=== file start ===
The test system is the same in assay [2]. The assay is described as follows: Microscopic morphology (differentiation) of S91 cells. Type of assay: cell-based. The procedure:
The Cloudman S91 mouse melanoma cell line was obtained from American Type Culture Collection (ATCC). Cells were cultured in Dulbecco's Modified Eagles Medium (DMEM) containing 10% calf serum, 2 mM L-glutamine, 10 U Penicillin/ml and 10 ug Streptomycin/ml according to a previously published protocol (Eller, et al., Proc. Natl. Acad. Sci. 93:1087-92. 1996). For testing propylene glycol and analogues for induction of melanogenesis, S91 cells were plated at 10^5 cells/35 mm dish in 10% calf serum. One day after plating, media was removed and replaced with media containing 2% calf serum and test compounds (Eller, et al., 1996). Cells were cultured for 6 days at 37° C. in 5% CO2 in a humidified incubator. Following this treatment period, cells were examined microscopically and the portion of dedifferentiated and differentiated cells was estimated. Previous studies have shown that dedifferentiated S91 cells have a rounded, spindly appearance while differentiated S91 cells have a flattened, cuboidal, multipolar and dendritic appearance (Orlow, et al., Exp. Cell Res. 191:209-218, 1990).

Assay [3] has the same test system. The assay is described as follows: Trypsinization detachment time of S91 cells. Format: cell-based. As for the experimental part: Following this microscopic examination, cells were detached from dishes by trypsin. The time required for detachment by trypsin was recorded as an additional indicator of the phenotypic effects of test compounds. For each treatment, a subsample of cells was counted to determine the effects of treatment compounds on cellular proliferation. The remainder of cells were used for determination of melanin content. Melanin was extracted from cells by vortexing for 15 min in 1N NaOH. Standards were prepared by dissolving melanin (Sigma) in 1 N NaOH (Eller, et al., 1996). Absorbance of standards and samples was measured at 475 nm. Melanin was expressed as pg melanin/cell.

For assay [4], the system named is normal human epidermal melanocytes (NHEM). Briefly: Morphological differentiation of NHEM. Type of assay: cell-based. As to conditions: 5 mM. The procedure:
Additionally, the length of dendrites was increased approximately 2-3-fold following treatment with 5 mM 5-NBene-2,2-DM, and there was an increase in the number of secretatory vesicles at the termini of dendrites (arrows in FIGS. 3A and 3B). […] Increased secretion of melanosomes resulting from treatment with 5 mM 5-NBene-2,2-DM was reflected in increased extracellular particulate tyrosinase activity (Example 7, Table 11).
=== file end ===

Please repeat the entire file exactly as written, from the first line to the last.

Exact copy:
The test system is the same in assay [2]. The assay is described as follows: Microscopic morphology (differentiation) of S91 cells. Type of assay: cell-based. The procedure:
The Cloudman S91 mouse melanoma cell line was obtained from American Type Culture Collection (ATCC). Cells were cultured in Dulbecco's Modified Eagles Medium (DMEM) containing 10% calf serum, 2 mM L-glutamine, 10 U Penicillin/ml and 10 ug Streptomycin/ml according to a previously published protocol (Eller, et al., Proc. Natl. Acad. Sci. 93:1087-92. 1996). For testing propylene glycol and analogues for induction of melanogenesis, S91 cells were plated at 10^5 cells/35 mm dish in 10% calf serum. One day after plating, media was removed and replaced with media containing 2% calf serum and test compounds (Eller, et al., 1996). Cells were cultured for 6 days at 37° C. in 5% CO2 in a humidified incubator. Following this treatment period, cells were examined microscopically and the portion of dedifferentiated and differentiated cells was estimated. Previous studies have shown that dedifferentiated S91 cells have a rounded, spindly appearance while differentiated S91 cells have a flattened, cuboidal, multipolar and dendritic appearance (Orlow, et al., Exp. Cell Res. 191:209-218, 1990).

Assay [3] has the same test system. The assay is described as follows: Trypsinization detachment time of S91 cells. Format: cell-based. As for the experimental part: Following this microscopic examination, cells were detached from dishes by trypsin. The time required for detachment by trypsin was recorded as an additional indicator of the phenotypic effects of test compounds. For each treatment, a subsample of cells was counted to determine the effects of treatment compounds on cellular proliferation. The remainder of cells were used for determination of melanin content. Melanin was extracted from cells by vortexing for 15 min in 1N NaOH. Standards were prepared by dissolving melanin (Sigma) in 1 N NaOH (Eller, et al., 1996). Absorbance of standards and samples was measured at 475 nm. Melanin was expressed as pg melanin/cell.

For assay [4], the system named is normal human epidermal melanocytes (NHEM). Briefly: Morphological differentiation of NHEM. Type of assay: cell-based. As to conditions: 5 mM. The procedure:
Additionally, the length of dendrites was increased approximately 2-3-fold following treatment with 5 mM 5-NBene-2,2-DM, and there was an increase in the number of secretatory vesicles at the termini of dendrites (arrows in FIGS. 3A and 3B). […] Increased secretion of melanosomes resulting from treatment with 5 mM 5-NBene-2,2-DM was reflected in increased extracellular particulate tyrosinase activity (Example 7, Table 11).